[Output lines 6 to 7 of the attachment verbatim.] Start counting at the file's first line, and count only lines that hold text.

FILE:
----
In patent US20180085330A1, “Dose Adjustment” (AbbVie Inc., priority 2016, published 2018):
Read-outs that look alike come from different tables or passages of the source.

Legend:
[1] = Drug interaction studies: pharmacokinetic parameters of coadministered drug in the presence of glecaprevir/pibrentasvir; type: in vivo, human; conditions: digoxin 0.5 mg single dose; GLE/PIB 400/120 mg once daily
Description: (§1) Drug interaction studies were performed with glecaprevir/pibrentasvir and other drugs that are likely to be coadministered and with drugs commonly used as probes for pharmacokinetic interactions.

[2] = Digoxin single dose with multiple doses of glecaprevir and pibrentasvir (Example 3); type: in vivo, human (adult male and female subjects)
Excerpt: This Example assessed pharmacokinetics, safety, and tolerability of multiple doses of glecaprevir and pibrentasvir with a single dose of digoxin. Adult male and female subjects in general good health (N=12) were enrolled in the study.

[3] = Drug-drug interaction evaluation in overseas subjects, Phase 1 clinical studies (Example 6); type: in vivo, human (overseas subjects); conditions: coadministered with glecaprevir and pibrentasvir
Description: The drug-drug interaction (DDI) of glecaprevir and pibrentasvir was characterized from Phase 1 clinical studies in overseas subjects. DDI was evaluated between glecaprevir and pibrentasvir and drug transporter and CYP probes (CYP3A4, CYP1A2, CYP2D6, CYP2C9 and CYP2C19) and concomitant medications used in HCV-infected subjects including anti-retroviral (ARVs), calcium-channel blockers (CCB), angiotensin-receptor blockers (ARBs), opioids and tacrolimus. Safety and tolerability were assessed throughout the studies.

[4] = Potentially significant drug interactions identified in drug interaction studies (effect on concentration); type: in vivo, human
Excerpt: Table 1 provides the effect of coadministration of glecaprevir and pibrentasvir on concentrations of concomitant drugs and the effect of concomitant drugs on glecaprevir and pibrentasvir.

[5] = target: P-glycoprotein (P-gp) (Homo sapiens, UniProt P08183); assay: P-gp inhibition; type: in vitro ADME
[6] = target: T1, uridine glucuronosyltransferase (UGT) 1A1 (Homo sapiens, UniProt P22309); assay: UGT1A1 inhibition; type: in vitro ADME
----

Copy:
[2] = Digoxin single dose with multiple doses of glecaprevir and pibrentasvir (Example 3); type: in vivo, human (adult male and female subjects)
Excerpt: This Example assessed pharmacokinetics, safety, and tolerability of multiple doses of glecaprevir and pibrentasvir with a single dose of digoxin. Adult male and female subjects in general good health (N=12) were enrolled in the study.